New Jersey men arraigned on terrorism charges


Shortly after two New Jersey men were arraigned Monday on terrorism-related charges in Newark, N.J., Paul J. Fishman paused briefly on the steps of U.S. District Court. The top federal prosecutor in the state conceded that once again authorities had been lucky — this time with a pair of bumblers who allegedly pledged to wage jihad in Somalia but were being shadowed for years by FBI agents.

Indeed, it marked the third time in six months that terrorism suspects were tripped up by their own ineptness.

But, Fishman said, “sophistication is not necessarily a measure of danger.” And, he warned, “we would be remiss if we didn’t pay attention to anyone who has the intention to do what these folks are alleged to have done.”

Mohamed Mahmood Alessa, 20, and Carlos Eduardo Almonte, 24, also known as Omar, were arrested Saturday night at John F. Kennedy International Airport in New York, hoping, authorities say, to join an extremist group in Somalia linked to Al Qaeda.

But they never had a chance. For 31/2 years, FBI agents followed their tiny cell in the New Jersey suburbs, sending in an undercover operative who even won their approval to search their computer. It turned up documents promoting Osama bin Laden and violent jihad, authorities say.

And still, the FBI said, the young men continued to boast and train and arm themselves for war.

Their cluelessness followed what happened to Faisal Shahzad, a Pakistani who became a U.S. citizen and is accused of trying to blow up his SUV in New York’s Times Square on May 1. Not only did the poorly constructed bomb fail to go off, Shahzad left his keys inside and the vehicle registration number. FBI agents beat a path to his door.

Four months earlier, Umar Farouk Abdulmutallab, a Nigerian flying into Detroit on Christmas Day, fumbled with explosives hidden in his underwear, authorities say. But he too could not get them to detonate and was hauled away as a failed terrorist suspect.

For weeks now federal authorities have been warning of a stepped up pace of attempted terrorist attacks, and a rise in homegrown terrorists. The common fear is that eventually the string of luck may run out, and that someday someone somewhere will pull it off.

Underscoring the homegrown threat, the State Department on Monday said about 12 Americans have been arrested in Yemen, possibly as part of a joint U.S.-Yemeni counter-terrorism operation. Philip J. Crowley, the chief State Department spokesman, said U.S. officials lacked details and were seeking more information on the apprehensions.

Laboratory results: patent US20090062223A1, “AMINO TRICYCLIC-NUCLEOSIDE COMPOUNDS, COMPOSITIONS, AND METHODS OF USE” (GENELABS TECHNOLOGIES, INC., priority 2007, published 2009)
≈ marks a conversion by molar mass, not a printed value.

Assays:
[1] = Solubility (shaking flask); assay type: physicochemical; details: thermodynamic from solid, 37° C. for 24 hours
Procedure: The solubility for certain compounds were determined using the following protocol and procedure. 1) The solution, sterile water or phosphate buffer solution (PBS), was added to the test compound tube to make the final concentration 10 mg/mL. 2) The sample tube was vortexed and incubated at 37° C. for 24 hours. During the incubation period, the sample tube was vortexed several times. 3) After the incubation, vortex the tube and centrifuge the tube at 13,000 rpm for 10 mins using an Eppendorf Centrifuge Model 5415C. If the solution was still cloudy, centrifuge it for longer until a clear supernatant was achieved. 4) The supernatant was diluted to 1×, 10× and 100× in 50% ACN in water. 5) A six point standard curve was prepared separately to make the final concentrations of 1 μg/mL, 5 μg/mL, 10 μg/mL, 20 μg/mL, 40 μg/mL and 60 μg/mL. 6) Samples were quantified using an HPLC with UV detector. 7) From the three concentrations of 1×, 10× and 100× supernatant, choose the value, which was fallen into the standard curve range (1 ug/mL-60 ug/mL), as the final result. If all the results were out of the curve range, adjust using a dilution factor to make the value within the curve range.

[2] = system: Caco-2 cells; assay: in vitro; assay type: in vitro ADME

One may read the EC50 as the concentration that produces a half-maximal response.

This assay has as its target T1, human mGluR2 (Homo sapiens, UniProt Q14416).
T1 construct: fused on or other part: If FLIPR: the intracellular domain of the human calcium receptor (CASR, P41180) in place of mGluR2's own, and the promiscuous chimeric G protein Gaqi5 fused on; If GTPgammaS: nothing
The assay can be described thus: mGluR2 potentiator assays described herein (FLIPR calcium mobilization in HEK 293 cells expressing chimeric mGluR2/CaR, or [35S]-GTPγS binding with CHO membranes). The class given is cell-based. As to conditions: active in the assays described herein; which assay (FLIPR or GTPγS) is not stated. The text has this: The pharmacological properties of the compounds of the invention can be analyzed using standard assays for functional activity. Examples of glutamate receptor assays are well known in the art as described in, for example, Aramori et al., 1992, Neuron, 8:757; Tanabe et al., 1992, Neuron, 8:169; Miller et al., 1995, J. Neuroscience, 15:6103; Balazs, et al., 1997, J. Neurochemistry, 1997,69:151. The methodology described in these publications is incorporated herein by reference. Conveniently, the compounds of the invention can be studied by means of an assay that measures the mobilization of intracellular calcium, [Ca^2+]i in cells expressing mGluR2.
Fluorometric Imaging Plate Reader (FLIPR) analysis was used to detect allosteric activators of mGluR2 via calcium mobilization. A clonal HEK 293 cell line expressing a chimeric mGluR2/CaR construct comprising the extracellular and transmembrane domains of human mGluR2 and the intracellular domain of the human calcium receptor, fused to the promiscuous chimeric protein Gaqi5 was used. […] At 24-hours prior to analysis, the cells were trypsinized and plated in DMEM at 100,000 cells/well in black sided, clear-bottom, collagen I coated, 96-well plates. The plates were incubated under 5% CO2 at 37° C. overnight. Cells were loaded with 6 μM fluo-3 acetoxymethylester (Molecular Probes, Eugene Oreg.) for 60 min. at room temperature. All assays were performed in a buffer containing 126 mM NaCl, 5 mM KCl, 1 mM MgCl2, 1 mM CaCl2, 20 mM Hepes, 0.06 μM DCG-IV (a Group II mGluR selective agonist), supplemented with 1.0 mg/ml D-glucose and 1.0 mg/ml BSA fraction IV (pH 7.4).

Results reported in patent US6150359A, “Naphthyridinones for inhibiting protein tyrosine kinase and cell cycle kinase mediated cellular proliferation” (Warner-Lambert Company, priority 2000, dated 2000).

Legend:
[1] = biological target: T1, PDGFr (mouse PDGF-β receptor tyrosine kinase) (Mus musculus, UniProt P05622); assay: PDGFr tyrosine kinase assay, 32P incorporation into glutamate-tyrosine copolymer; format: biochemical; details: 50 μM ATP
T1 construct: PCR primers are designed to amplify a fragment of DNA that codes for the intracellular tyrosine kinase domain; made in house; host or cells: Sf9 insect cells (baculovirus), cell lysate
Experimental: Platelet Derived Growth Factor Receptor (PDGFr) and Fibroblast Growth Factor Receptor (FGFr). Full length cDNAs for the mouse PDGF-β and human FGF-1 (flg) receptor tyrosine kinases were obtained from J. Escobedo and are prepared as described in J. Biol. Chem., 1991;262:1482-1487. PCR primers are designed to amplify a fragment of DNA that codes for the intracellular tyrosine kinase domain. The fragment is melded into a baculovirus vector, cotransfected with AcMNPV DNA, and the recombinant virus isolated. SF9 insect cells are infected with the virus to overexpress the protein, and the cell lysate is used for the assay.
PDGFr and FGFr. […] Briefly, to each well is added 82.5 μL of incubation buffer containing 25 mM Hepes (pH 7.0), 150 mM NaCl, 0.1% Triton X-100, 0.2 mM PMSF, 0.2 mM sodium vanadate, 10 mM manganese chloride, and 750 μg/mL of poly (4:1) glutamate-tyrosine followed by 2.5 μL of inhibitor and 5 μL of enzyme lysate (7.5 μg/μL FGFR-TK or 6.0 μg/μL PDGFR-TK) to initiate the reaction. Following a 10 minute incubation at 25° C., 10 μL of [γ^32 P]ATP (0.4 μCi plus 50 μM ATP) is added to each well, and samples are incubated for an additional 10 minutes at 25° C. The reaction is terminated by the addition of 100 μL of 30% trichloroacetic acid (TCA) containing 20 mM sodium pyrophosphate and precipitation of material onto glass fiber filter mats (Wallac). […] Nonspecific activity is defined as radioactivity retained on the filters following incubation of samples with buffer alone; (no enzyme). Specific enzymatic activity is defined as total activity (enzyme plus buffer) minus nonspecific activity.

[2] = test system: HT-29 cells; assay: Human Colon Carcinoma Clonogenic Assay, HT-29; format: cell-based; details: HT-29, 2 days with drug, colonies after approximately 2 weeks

As for the two arrested at JFK, “these are the dumbest terrorists in the world,” Michael Wildes, a former federal prosecutor in Brooklyn and a former mayor in New Jersey, said in an interview Monday. “But by their lack of grace and action, they were caught.” [For the record: An earlier version of this article incorrectly said Wildes was now a mayor.]

Chris Leibig, a longtime criminal defense attorney in Arlington, Va., said many would-be terrorists actually were “immature fools” who early in adulthood become caught up in radical ideology, far different than “someone who grows up in Pakistan and has been taught this whole philosophy since they were 4.”

Georgetown University professor Bruce Hoffman, a former CIA scholar-in-residence, said it was only the incompetence of the suspected perpetrators that averted catastrophe in the Christmas Day and Times Square attempts. “While it is easy to dismiss as amateurish many of these plots, incidents and failed attacks, we do so at our peril,” he told a House panel last month.

Alessa and Almonte said little during the court arraignment Monday. They acknowledged the charges against them. Their hands and feet shackled, they returned to jail to await a bail hearing Thursday. If convicted, they face a maximum term of life in prison.

They are charged in a federal complaint with attempting to “kill, maim and kidnap persons outside the United States.” But in comments captured in wiretaps by a secret informant, they also were willing to return to this country and carry out terrorism attacks as well, the complaint said.

According to the charges, they knew so little about Somalia that Almonte went to a store in search of a book with Somali language phrases. To prepare, he viewed an Internet video titled “First Stop Addis” about Somalia jihadists in training, the complaint said.

The complaint also said Alessa would brandish a large knife and boast to family members that he would kill U.S. agents. He openly spoke of Army Maj. Nidal Malik Hasan, accused of killing 13 people at Ft. Hood, Texas, last fall, saying, “He’s not better than me. I’ll do twice that,” according to the complaint.

Todd M. Rosenblum, deputy undersecretary for intelligence at the Department of Homeland Security, spoke about a diversified homegrown threat in remarks Friday at the Washington Institute for Near East Policy.

“The number and pace of attempted attacks against the United States over the past nine months have surpassed the number of attempts during any other previous one-year period, and we believe Al Qaeda, its terrorist affiliates and radicalized individuals will try to conduct operations in the United States with increased frequency,” he said.

Ken Dilanian of the Washington bureau contributed to this report.